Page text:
What working conditions
In all countries where the only competitive advantage is the cost of production, profit is the top priority at the expense of peoples lives, which generally has little value. Let us remember that the mines are usually located underneath the earths surface and positioned in remote areas, far from cities and therefore ignored, unbeknown to them, by the public opinion.
To keep costs of production low, expenses on injury prevention and safety are cut, working hours get longer, 10-14 days in a row with shuft so twelve hours, whose irregularities are hidden under the term of flexibility, when it is proved since decades that instead the productivity decreases and the risk of accidents increases, little or no training, workers in subcontracting of second and third grade, unskilled, irregulars or minors, scarce fortifications of galleries, for example reinforcements in wood instead of steel, steep and narrow tunnels from which it is difficult to escape, heat, noise, darkness, humidity, often with the tacit consent of a weak union. The owner of the Soma mine boasted of having reduced the cost of production from $140 to $23.80 per ton, that is a reduction by almost seven times, pity that nobody asked him how he did it. To export a ton of coal from Turkey, including shipping costs, costs twenty dollars, while the same quality costs eighty dollars from Wales.
Beyond the news report, we should ask why this event takes us to the belly, which cords touch such a tragedy in the twenty-first century, why we are so affected when we see those smeared faces, those calloused hands spattered with mud and coal. Today we tend to think that the work has been dematerialized, it all boils down to the use of a computer, when in fact there are still tens of thousands of people who extract coal in the depths of the earth, who die buried alive under thousands of meters underground, people whose working conditions have not improved since the days of savage capitalism of the nineteenth century.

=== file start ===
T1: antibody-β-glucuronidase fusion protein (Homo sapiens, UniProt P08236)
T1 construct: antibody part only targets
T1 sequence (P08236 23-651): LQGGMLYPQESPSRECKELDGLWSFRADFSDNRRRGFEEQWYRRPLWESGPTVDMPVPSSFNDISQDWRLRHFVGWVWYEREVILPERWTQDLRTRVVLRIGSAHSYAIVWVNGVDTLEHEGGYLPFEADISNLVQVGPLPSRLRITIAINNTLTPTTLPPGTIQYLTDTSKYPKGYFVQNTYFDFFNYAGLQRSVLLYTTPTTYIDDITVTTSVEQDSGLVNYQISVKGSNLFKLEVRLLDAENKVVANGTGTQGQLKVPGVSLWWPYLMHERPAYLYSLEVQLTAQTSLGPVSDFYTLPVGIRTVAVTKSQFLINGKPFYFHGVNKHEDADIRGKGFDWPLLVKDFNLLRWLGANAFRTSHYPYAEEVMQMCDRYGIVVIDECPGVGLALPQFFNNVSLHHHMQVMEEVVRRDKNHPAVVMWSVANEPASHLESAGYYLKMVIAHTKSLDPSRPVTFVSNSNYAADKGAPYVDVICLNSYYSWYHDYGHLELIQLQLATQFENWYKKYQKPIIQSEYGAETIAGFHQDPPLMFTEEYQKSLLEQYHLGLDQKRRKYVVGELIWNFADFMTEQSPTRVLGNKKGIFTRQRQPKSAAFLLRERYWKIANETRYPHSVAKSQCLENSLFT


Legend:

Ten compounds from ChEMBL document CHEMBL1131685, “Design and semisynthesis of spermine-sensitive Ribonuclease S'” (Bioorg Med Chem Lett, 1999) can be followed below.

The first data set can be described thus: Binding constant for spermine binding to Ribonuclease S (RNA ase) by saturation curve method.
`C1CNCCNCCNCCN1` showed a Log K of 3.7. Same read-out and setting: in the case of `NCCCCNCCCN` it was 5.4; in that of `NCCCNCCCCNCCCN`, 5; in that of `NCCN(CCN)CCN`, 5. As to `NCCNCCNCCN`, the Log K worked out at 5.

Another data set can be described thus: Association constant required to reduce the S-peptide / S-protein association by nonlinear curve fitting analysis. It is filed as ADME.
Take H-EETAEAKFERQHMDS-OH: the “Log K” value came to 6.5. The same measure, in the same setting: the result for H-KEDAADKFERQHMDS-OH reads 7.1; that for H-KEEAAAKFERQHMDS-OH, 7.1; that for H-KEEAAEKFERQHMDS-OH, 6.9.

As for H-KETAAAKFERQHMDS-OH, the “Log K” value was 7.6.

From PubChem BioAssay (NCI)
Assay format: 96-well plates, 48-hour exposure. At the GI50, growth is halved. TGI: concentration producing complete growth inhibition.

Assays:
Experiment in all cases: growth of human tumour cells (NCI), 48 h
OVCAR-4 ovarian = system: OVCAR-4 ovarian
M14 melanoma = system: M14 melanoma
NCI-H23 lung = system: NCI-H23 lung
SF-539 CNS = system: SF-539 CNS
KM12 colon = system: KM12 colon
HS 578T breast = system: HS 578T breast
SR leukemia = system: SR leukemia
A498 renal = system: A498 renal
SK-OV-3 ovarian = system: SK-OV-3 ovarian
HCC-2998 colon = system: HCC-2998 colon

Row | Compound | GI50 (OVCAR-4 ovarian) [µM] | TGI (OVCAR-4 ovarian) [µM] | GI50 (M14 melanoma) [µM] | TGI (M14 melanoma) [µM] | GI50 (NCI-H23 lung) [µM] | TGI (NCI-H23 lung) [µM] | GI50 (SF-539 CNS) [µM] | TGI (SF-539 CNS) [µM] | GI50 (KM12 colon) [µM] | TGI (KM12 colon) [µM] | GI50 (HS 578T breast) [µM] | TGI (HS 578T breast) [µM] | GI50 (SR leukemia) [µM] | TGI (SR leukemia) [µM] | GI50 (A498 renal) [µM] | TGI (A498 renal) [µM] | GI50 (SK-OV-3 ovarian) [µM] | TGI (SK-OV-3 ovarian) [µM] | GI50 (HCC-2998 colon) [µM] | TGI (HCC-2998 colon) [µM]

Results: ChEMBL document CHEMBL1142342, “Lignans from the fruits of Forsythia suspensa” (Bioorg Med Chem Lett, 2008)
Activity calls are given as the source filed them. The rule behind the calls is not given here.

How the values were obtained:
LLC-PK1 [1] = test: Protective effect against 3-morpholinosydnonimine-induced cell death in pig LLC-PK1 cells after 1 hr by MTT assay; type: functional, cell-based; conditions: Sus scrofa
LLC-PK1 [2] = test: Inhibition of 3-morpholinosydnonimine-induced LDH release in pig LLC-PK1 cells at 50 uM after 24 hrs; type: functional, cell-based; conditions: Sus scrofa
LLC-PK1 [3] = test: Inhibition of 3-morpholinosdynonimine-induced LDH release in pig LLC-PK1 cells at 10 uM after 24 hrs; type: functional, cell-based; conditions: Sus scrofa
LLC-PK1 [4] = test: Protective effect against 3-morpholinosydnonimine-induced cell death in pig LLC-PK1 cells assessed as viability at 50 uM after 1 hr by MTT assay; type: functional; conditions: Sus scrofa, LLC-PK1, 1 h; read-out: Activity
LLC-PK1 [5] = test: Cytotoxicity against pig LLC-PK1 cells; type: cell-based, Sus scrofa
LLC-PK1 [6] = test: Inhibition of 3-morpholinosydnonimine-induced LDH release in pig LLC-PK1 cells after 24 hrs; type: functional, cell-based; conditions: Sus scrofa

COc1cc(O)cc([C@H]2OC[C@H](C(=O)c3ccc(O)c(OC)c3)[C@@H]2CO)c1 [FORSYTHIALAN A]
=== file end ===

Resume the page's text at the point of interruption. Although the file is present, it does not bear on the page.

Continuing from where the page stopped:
And all this in Turkey, a country of which we are used to seeing, and also to attending the beautiful coasts of the Aegean, to reading the double-digit growth of national wealth China around the corner, as a retired Italian banker loved to repeat until few years ago up to stand in a single decade to the sixteenth place in the ranking of the richest countries in the world.
Yet, the statement of the Turkish prime minister, now as in nineteenth-century deaths in the mine have always happened, is chilling because it means saying that the working conditions of the Turkish miners are the same of the British miners two hundred years ago in a country that aspires to fully join the European Union, the home of rights.
Which the other countries at risk
Disasters like those of Soma can happen in any country, developed and emerging. China has the largest absolute number of deaths, one thousand only in 2013, but this is mainly due to the high number of illegal and unauthorized mines. Let us remember that a few years ago, in 2010, twenty-nine people died in a coal mine in Virginia, USA, due to an explosion caused by a leakage of methane gas.
In addition to China and Turkey, the countries that are most at risk are India, South Africa, Russia, Indonesia, without neglecting developed countries such as Germany, Poland, and Australia. However, the real loose cannon is Ukraine, with it's many illegal mines, considered among the most dangerous in the world, and whose political uncertainty can only increase the chances of a disaster.
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Posted in Art Post Date 06/19/2016